With mandatory masks and empty middle seats, air travel certainly looks different during the Covid-19 pandemic. But London-based transportation design firm PriestmanGoode has taken it a step further, and re-imagined how airplane cabins could be outfitted to make the environment safer for passengers and crew.
While it's unclear when or if these designs could be brought to life, here are models depicting PriestmanGoode's proposed changes to economy cabins:
Maintaining six feet of distance from other people on an airplane is currently very challenging. Airlines such as Delta, JetBlue and Southwest have taken to temporarily blocking middle seats to allow for more space between passengers.
PriestmanGoode proposes staggering the rows of seats, so that people have more private space. This also allows people to sit with a group of two or three friends or family members, while steering clear of other parties on board. Between each row of seats, a screen divider would extend from the ceiling to the top of the seat for additional protection. Even the seats are constructed with no seams or cracks so they're easier to clean.
Seat backs and tray tables have been completely overhauled by PriestmanGoode. Instead of built-in touchscreens for movies and in-flight announcements, this design includes attachments for passengers to prop up their own tablets and smartphones on the seat backs.
And instead of the usual pocket with magazines and brochures, the firm has opted to print safety information and in-flight announcements on the seat so there's less material to touch and handle. Similar to the media display, passengers could use bungee cords to fasten their own bag, water bottle or personal items to the back of the seat.
Many airlines have removed or altered the snack and dining options during the pandemic.
PriestmanGoode has a different solution to safely serve food: removable tray tables that go straight from the service trolley, to the passenger, then back to the flight attendants to be cleaned. Rather than wiping down the tray table before eating, this would allow passengers to have a freshly disinfected dining surface each time they're served.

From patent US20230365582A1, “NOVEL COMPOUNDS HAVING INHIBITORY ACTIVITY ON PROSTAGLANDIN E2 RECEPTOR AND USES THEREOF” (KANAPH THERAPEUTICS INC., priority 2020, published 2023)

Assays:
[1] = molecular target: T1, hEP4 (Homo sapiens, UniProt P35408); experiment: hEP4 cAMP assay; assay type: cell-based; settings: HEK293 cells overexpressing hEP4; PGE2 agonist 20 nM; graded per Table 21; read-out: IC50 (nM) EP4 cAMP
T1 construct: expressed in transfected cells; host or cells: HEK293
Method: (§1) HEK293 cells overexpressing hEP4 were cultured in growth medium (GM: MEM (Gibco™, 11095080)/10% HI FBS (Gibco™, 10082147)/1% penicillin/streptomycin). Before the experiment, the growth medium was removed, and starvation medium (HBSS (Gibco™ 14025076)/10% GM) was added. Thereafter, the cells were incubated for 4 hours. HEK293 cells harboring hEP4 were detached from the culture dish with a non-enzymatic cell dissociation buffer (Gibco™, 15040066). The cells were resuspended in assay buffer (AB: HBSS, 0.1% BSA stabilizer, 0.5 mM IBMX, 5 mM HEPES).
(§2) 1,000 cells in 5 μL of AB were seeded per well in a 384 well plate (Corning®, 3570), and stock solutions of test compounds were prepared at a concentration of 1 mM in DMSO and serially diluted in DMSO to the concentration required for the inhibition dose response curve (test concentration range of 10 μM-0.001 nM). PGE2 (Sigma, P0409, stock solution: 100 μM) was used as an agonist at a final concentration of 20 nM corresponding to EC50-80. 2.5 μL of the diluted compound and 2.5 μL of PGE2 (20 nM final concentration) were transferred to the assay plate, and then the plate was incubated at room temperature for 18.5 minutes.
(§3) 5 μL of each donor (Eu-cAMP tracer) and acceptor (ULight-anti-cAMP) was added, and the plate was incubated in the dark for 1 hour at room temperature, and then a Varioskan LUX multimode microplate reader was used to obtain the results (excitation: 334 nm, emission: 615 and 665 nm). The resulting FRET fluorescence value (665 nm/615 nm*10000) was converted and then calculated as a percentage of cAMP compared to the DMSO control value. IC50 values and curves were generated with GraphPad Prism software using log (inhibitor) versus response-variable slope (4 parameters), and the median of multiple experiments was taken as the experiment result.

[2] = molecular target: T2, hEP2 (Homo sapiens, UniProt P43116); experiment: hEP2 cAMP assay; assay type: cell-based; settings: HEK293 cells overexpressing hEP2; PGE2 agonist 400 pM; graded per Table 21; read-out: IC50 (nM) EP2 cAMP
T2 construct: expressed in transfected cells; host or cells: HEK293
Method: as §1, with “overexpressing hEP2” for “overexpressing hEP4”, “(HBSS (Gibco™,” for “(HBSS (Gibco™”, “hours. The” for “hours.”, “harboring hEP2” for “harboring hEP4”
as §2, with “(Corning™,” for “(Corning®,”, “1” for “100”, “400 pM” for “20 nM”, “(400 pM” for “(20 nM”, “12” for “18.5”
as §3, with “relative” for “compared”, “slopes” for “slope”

One innovation that PriestmanGoode is touting is fabric that changes color after it's been cleaned. According to a press release, the seat fabric is treated with "photochromic and thermochromic ink" that reacts to cleaning supplies to indicate that it's been disinfected with heat and light. (Textiles can be treated with dyes that change color when they're exposed to UV light or heat, although this specific application is new.) Once someone sits in the seat, the fabric changes color.
The design firm also proposes using far-UVC light to kill airborne germs and virus particles in the cabin. The lights would be blue during the UVC light cleaning process, then shift to warm yellow when complete.
(New research suggests that far-UVC light can kill small particles of viruses and bacteria on surfaces and in the air. A study out of Columbia University found that far-UVC light killed 99.99% of coronaviruses in air droplets. Experts say these lights could be useful in healthcare settings, but more studies need to be done on the long-term effects of far-UVC light exposure to make sure it's safe.)
Business class could provide even more of an upgrade.
PriestmanGoode suggests that business class travelers have their own pod, complete with a personal overhead compartment and wardrobe for storing items. A curtain would serve as a partition between the flyer and the rest of the aircraft for more protection.
Covid-19 is mainly spread through respiratory droplets when an infected person breathes, talks, coughs or sneezes. Air travel increases your risk of contracting Covid-19 because you spend extended periods of time in close proximity with other people, and come in contact with high-touch surfaces, according to the Centers for Disease Control.